Frank Capra, “Rendezvous in Space” (1964)
A promotional industrial film made for the Martin Marietta Corporation – a precursor of Lockheed Martin – this curious documentary, looking rather like a collage of hard-boiled rocket launches, short mini-cartoons for children and a B&W newsreel of interviews with members of the public, is notable for being the last film made by former Hollywood director Frank Capra, famous for films like the perennial Christmas classic “It’s A Wonderful Life” and “Mr Smith Goes To Washington”. By the early 1950s, Capra had become disillusioned with Hollywood culture and values, veering away from championing the common man, democracy and individualism, and becoming obsessed with (as he saw it) cynical, self-indulgent ideas such as hedonism, pursuing pleasure at the expense of morality and shocking the audience for the sake of shock; along with changes in the film industry and in the public mood following World War II which did not favour Capra’s own preferences for supporting the poor and the disadvantaged, Capra left Hollywood and began making science-based education documentaries, of which “Rendezvous in Space” was the last.
Jumping from a series of photos of parts of the Earth as it rotates, taken by a 1960s Mercury capsule with an astronaut on board, the film lavishes considerable attention on a series of rocket launches before settling on a short animation in which the moon (voiced by actor Jim Backus of “Gilligan’s Island” fame) complains about all the rockets zipping by from Earth. Next thing you know, film narrator Danny Thomas interviews various people in the street who are nonplussed by the idea of travelling in space. Another animation about the Chinese invention of rockets and fireworks follows which leads into a narrative about humans advancing into space and towards the heavens, and what future travel and working in space might be like in an extended animated sequence. A whimsical little sequence of cartoon flowers trying to follow the sun and figure out what is up and what is down is very amusing if rather lowbrow. At the end of the film, Thomas reappears to confidently predict how space exploration and the knowledge gained from it will benefit people’s lives. As the sun lights up the planet, Thomas proclaims that the light of “Man’s mind” will illuminate and give meaning and purpose to the universe.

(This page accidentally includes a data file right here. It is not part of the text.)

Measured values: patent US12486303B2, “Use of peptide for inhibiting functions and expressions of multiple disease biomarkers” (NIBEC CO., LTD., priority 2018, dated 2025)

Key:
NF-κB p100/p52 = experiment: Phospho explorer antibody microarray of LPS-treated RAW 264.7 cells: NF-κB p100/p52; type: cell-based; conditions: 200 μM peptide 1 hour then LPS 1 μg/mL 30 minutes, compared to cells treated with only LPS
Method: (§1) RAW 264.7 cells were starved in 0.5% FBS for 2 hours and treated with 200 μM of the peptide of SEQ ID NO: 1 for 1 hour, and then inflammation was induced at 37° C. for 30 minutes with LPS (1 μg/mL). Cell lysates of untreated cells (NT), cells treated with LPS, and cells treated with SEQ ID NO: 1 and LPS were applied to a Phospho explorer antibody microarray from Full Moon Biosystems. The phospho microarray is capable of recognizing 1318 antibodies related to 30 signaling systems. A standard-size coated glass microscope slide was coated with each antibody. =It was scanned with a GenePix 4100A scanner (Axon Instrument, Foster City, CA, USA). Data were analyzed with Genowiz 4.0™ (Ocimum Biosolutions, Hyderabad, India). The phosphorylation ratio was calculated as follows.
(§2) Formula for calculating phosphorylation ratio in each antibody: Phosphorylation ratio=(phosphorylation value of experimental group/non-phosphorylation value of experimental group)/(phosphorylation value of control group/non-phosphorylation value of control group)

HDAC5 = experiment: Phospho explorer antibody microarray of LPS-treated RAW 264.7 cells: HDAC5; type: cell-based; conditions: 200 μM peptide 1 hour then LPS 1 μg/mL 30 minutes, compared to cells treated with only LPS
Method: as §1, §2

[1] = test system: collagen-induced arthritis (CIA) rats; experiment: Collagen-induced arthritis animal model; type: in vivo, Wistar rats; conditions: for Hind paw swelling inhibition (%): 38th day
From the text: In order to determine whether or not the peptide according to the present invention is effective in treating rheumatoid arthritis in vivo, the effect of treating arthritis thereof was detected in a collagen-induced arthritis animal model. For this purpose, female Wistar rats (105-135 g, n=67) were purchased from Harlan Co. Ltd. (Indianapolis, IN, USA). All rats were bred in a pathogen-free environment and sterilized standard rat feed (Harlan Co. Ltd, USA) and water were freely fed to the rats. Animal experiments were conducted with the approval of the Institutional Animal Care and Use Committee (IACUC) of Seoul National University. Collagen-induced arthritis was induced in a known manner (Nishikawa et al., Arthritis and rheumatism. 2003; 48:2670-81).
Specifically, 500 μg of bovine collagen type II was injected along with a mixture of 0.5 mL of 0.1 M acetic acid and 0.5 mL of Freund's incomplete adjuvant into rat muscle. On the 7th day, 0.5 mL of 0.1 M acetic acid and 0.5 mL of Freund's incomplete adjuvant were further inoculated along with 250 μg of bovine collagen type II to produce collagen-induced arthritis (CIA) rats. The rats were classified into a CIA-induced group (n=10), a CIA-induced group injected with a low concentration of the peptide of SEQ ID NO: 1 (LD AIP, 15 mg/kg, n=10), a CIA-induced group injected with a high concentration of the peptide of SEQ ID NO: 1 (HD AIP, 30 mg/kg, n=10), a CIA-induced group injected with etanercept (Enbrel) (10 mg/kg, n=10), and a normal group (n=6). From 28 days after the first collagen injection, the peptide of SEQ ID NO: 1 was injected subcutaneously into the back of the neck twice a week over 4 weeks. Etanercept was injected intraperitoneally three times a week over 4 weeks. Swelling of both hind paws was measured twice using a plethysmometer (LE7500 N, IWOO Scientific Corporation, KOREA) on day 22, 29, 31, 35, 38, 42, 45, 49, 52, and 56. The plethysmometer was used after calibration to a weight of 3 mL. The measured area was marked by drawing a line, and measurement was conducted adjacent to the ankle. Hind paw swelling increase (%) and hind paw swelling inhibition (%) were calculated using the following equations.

While the film’s visual style and audio soundtrack might seem very outdated to contemporary audiences, and not a little jarring – Mel Blanc voicing various animated characters may remind modern audiences of old Looney Tunes cartoons – the documentary makes some surprisingly accurate predictions about what space exploration might be like: the sequence of humans working on a nuclear-powered research laboratory foretells the International Space Station. The space taxi is a forerunner of the space shuttle. Thomas’s final words might seem rather preposterously arrogant but they reflect Capra’s belief in the inherent goodness of humanity and his faith in US scientific and technological advancement at the time that such progress will ultimately benefit all humans and put an end to poverty and injustice.
The inconsistencies among the various sequences in the film, with some looking more serious and others rather silly, might reflect some confusion in the brief that Capra was given by the film’s sponsors in making the documentary. Some of Mel Blanc’s voices are no different from the voices he used for the characters of Bugs Bunny in the Looney Tunes cartoons or of Barney Rubble in the famous “The Flintstones” animated sitcom. The interviews on the street look staged. To be fair to the film, it was originally made for New York City’s World Fair in 1964, to be shown together as part of an exhibit with moving robot models, which would explain apparent gaps within the film’s narrative and the jumps it takes from one topic to another.
The film clearly isn’t a patch on the other, more famous feature movies and the science documentaries Capra had made. That “Rendezvous in Space” was the last feature Capra made, when he could have continued making Hollywood films, seems to me to be a sad footnote to what should have been a very long and illustrious career.
The irony that the film with its faith in human intelligence and reason that overcomes mental and emotional obstacles as well as physical obstacles to reach out into space was financed by a corporation later to become part of Lockheed Martin, one of the largest global defence contractors and a stalwart of the US military-industrial complex, is surely not lost on astute viewers.